• June 16, 2020 6:01 pm

        Oh, I so know how that goes. People here love how monarch butterflies and other pollinators swarm the blue gum and red gum in bloom, but do not realize that such swarming deprives the native California poppy of pollination.

  5. Molly permalink
    June 16, 2020 11:50 am

    So exciting to watch new plants pop up in the gardens. Wish some would last longer, but then something else pops up. Always a fun adventure.

    • June 16, 2020 5:54 pm

      Molly, Yes. Just as the peonies are opening, we’re going to have several days of heat and they will go by in a flash. I’ll probably cut some buds before the worst of the heat gets here and bring them in to enjoy as cut flowers.

  6. garden337 permalink
    June 16, 2020 12:26 pm

    Your garden is always so lovely!

  7. June 16, 2020 2:18 pm

    I love the range of soft pastels you have this month, Jean. I adore the peonies of course – my endless quest to grow them continues. Although California has a native lupine too, which grows along the roads here, I’ve yet to be able to get them to establish here either.

    • June 16, 2020 5:57 pm

      Kris, I always enjoy the soft pastels of June — although yellow is my favorite color, so the yellows of July and August will also make me happy. Peonies in California seem like an iffy proposition, although your marine layer might keep them cool enough to be happy. Even here, they can be a real flash in the pan; one 90 degree day is all it takes to end their season.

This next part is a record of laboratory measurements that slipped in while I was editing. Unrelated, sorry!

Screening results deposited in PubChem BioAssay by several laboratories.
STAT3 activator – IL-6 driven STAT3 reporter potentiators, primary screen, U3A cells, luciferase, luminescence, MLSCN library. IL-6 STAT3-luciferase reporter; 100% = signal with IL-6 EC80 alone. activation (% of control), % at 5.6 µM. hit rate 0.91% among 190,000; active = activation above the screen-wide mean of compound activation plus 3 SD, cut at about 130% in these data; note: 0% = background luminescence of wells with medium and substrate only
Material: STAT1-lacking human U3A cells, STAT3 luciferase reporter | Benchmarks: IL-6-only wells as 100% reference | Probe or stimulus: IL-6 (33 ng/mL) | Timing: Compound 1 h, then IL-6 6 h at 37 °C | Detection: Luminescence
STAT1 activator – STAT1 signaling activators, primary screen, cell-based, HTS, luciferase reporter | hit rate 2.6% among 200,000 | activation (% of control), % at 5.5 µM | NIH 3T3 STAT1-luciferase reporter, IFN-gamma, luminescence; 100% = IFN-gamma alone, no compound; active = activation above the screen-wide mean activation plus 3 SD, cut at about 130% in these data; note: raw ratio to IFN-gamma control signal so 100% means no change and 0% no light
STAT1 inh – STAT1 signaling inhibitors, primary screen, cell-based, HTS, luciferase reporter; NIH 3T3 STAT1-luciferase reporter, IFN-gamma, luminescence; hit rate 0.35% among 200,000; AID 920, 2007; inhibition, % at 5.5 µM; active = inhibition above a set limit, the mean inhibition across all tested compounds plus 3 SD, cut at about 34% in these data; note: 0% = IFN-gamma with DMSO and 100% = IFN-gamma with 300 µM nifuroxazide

8. June 18, 2020 3:52 pm

    Hello Jean, you have some very unique Iris Sibirica. We have variations of pink, blue, splashed blue and white. I’m trying to propagate the white one but it seems to be the only one that doesn’t want to spread. It’s lovely to see your garden in flower.

    • June 20, 2020 9:46 pm

      Sunil, We have quite a few iris breeders in Maine, so there are a lot of cultivars of Siberian iris available. In addition, they self-sow with abandon in my sandy soil. It’s only in the past two years that I’ve started to see more color variation (especially the paler lavender) in the self-sown seedlings.

  9. June 18, 2020 6:04 pm

    How rewarding to be able to reintroduce the lupin which should be there.

    • June 20, 2020 9:47 pm

      Diana, Recently, I’ve seen a few tiny lupin leaves where I didn’t plant them, which means that they may be spreading outside of my garden (which would be very exciting).

  10. June 18, 2020 11:50 pm

    I have grown some perennials from seed, too. It is a daunting task – so much patience is needed.

    • June 20, 2020 9:48 pm

      Ray, I’ve only grown a few things from seed; most of my seed-sown plants are volunteers.

  11. Jason Kay permalink
    June 20, 2020 12:33 pm

    So glad you are finding success with L. perennis! I planted several this spring they all seem to be already dead.

    • June 20, 2020 9:49 pm

      Jason, L. perennis doesn’t seem to like being transplanted. I’ve had the best luck with the ones that I planted from seed.

  12. June 26, 2020 8:29 pm

    Looks beautiful Jean!! A beautriful garden is food for the soul!!

Leave a Reply

Fill in your details below or click an icon to log in:

WordPress.com Logo

You are commenting using your WordPress.com account. Log Out /  Change )

Google photo

You are commenting using your Google account. Log Out /  Change )

Twitter picture

You are commenting using your Twitter account. Log Out /  Change )

Facebook photo

You are commenting using your Facebook account. Log Out /  Change )

Connecting to %s

This site uses Akismet to reduce spam. Learn how your comment data is processed.

%d bloggers like this: